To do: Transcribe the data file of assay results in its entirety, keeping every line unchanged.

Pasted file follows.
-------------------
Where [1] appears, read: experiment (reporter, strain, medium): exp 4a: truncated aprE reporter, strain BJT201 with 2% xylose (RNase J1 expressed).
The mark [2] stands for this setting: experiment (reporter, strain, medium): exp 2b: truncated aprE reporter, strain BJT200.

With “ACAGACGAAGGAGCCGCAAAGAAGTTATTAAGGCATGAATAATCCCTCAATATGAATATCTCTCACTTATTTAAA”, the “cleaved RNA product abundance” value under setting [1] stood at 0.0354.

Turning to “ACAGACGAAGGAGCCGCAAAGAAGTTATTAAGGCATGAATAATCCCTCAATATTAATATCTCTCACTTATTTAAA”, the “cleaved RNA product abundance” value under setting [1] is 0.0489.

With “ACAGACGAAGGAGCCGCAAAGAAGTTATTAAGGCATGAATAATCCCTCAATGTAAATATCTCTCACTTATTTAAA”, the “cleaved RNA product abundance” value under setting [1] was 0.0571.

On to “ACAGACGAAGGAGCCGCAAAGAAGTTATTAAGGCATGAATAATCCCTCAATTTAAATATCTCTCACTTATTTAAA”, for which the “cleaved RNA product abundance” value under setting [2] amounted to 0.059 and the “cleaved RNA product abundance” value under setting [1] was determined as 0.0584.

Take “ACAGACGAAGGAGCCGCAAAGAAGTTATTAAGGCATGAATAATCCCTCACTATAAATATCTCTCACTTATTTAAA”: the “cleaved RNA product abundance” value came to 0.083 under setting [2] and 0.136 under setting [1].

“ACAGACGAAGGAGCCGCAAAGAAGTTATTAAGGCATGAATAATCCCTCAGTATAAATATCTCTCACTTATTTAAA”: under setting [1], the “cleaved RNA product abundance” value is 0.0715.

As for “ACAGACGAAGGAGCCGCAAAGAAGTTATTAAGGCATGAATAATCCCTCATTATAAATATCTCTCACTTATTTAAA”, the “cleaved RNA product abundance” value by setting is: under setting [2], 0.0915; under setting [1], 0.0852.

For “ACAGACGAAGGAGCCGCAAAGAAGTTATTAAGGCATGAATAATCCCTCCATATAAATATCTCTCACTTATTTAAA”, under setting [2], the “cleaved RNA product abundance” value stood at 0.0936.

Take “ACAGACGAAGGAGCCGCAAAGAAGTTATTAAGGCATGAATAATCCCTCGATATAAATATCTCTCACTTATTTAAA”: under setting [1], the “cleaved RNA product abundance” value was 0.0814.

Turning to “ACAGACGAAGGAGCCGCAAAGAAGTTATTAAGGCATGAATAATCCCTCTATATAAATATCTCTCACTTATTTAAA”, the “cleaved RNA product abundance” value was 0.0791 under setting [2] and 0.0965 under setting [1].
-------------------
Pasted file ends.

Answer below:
Where [1] appears, read: experiment (reporter, strain, medium): exp 4a: truncated aprE reporter, strain BJT201 with 2% xylose (RNase J1 expressed).
The mark [2] stands for this setting: experiment (reporter, strain, medium): exp 2b: truncated aprE reporter, strain BJT200.

With “ACAGACGAAGGAGCCGCAAAGAAGTTATTAAGGCATGAATAATCCCTCAATATGAATATCTCTCACTTATTTAAA”, the “cleaved RNA product abundance” value under setting [1] stood at 0.0354.

Turning to “ACAGACGAAGGAGCCGCAAAGAAGTTATTAAGGCATGAATAATCCCTCAATATTAATATCTCTCACTTATTTAAA”, the “cleaved RNA product abundance” value under setting [1] is 0.0489.

With “ACAGACGAAGGAGCCGCAAAGAAGTTATTAAGGCATGAATAATCCCTCAATGTAAATATCTCTCACTTATTTAAA”, the “cleaved RNA product abundance” value under setting [1] was 0.0571.

On to “ACAGACGAAGGAGCCGCAAAGAAGTTATTAAGGCATGAATAATCCCTCAATTTAAATATCTCTCACTTATTTAAA”, for which the “cleaved RNA product abundance” value under setting [2] amounted to 0.059 and the “cleaved RNA product abundance” value under setting [1] was determined as 0.0584.

Take “ACAGACGAAGGAGCCGCAAAGAAGTTATTAAGGCATGAATAATCCCTCACTATAAATATCTCTCACTTATTTAAA”: the “cleaved RNA product abundance” value came to 0.083 under setting [2] and 0.136 under setting [1].

“ACAGACGAAGGAGCCGCAAAGAAGTTATTAAGGCATGAATAATCCCTCAGTATAAATATCTCTCACTTATTTAAA”: under setting [1], the “cleaved RNA product abundance” value is 0.0715.

As for “ACAGACGAAGGAGCCGCAAAGAAGTTATTAAGGCATGAATAATCCCTCATTATAAATATCTCTCACTTATTTAAA”, the “cleaved RNA product abundance” value by setting is: under setting [2], 0.0915; under setting [1], 0.0852.

For “ACAGACGAAGGAGCCGCAAAGAAGTTATTAAGGCATGAATAATCCCTCCATATAAATATCTCTCACTTATTTAAA”, under setting [2], the “cleaved RNA product abundance” value stood at 0.0936.

Take “ACAGACGAAGGAGCCGCAAAGAAGTTATTAAGGCATGAATAATCCCTCGATATAAATATCTCTCACTTATTTAAA”: under setting [1], the “cleaved RNA product abundance” value was 0.0814.

Turning to “ACAGACGAAGGAGCCGCAAAGAAGTTATTAAGGCATGAATAATCCCTCTATATAAATATCTCTCACTTATTTAAA”, the “cleaved RNA product abundance” value was 0.0791 under setting [2] and 0.0965 under setting [1].